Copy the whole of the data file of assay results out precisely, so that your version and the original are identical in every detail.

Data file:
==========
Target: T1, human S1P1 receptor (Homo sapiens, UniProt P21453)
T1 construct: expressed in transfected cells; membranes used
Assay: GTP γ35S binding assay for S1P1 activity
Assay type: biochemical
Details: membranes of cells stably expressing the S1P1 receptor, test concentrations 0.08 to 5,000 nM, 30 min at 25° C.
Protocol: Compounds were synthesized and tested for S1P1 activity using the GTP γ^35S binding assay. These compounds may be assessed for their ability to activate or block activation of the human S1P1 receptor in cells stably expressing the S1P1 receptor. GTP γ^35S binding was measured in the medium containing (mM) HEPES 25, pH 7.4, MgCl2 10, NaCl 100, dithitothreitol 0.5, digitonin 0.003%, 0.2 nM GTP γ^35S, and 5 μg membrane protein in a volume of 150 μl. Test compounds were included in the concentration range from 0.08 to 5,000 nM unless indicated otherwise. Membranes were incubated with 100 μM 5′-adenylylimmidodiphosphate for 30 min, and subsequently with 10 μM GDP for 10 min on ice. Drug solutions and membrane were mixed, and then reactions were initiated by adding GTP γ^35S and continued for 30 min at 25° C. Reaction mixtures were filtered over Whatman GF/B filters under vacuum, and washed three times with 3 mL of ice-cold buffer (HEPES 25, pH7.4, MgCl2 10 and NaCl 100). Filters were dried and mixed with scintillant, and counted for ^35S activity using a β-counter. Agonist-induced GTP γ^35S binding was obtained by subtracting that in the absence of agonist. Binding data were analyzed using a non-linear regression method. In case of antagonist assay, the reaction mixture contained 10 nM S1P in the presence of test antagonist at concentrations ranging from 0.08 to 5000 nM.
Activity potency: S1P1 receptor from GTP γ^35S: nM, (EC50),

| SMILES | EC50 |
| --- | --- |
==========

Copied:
Target: T1, human S1P1 receptor (Homo sapiens, UniProt P21453)
T1 construct: expressed in transfected cells; membranes used
Assay: GTP γ35S binding assay for S1P1 activity
Assay type: biochemical
Details: membranes of cells stably expressing the S1P1 receptor, test concentrations 0.08 to 5,000 nM, 30 min at 25° C.
Protocol: Compounds were synthesized and tested for S1P1 activity using the GTP γ^35S binding assay. These compounds may be assessed for their ability to activate or block activation of the human S1P1 receptor in cells stably expressing the S1P1 receptor. GTP γ^35S binding was measured in the medium containing (mM) HEPES 25, pH 7.4, MgCl2 10, NaCl 100, dithitothreitol 0.5, digitonin 0.003%, 0.2 nM GTP γ^35S, and 5 μg membrane protein in a volume of 150 μl. Test compounds were included in the concentration range from 0.08 to 5,000 nM unless indicated otherwise. Membranes were incubated with 100 μM 5′-adenylylimmidodiphosphate for 30 min, and subsequently with 10 μM GDP for 10 min on ice. Drug solutions and membrane were mixed, and then reactions were initiated by adding GTP γ^35S and continued for 30 min at 25° C. Reaction mixtures were filtered over Whatman GF/B filters under vacuum, and washed three times with 3 mL of ice-cold buffer (HEPES 25, pH7.4, MgCl2 10 and NaCl 100). Filters were dried and mixed with scintillant, and counted for ^35S activity using a β-counter. Agonist-induced GTP γ^35S binding was obtained by subtracting that in the absence of agonist. Binding data were analyzed using a non-linear regression method. In case of antagonist assay, the reaction mixture contained 10 nM S1P in the presence of test antagonist at concentrations ranging from 0.08 to 5000 nM.
Activity potency: S1P1 receptor from GTP γ^35S: nM, (EC50),

| SMILES | EC50 |
| --- | --- |